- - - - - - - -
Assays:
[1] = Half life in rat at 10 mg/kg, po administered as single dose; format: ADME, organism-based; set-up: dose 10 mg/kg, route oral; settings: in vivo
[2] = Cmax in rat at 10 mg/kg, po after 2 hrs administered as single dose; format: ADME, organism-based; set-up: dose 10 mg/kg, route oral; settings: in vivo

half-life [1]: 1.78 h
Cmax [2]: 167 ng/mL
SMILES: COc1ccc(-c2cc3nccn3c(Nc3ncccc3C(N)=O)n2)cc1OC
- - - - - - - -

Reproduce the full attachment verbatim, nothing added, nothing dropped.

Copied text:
Assays:
[1] = Half life in rat at 10 mg/kg, po administered as single dose; format: ADME, organism-based; set-up: dose 10 mg/kg, route oral; settings: in vivo
[2] = Cmax in rat at 10 mg/kg, po after 2 hrs administered as single dose; format: ADME, organism-based; set-up: dose 10 mg/kg, route oral; settings: in vivo

half-life [1]: 1.78 h
Cmax [2]: 167 ng/mL
SMILES: COc1ccc(-c2cc3nccn3c(Nc3ncccc3C(N)=O)n2)cc1OC